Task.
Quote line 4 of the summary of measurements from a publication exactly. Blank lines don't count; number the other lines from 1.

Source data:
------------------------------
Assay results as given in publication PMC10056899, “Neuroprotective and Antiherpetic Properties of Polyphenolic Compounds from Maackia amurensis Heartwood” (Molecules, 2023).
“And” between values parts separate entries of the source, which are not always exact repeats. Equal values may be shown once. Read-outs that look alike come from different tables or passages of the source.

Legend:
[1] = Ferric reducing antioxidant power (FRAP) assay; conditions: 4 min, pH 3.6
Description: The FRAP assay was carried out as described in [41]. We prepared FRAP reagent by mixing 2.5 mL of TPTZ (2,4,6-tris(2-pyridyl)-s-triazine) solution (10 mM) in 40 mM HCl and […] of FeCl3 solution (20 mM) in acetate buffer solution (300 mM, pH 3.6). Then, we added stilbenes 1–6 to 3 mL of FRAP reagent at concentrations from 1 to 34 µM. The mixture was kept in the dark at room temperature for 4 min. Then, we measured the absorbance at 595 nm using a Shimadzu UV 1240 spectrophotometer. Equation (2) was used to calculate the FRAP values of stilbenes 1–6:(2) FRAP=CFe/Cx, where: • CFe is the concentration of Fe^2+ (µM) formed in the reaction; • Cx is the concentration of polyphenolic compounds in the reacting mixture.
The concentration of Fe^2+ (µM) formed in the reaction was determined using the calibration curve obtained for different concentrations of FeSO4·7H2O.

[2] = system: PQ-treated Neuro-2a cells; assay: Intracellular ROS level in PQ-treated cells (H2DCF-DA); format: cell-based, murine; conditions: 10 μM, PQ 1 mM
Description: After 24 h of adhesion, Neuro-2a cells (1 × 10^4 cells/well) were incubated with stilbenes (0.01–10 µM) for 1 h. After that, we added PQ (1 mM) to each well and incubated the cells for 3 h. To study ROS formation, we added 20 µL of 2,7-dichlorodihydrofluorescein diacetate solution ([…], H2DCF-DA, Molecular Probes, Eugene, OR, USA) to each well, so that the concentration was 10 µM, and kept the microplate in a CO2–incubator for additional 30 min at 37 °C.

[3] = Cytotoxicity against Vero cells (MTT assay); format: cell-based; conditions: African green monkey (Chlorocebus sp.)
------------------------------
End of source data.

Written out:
[1] = Ferric reducing antioxidant power (FRAP) assay; conditions: 4 min, pH 3.6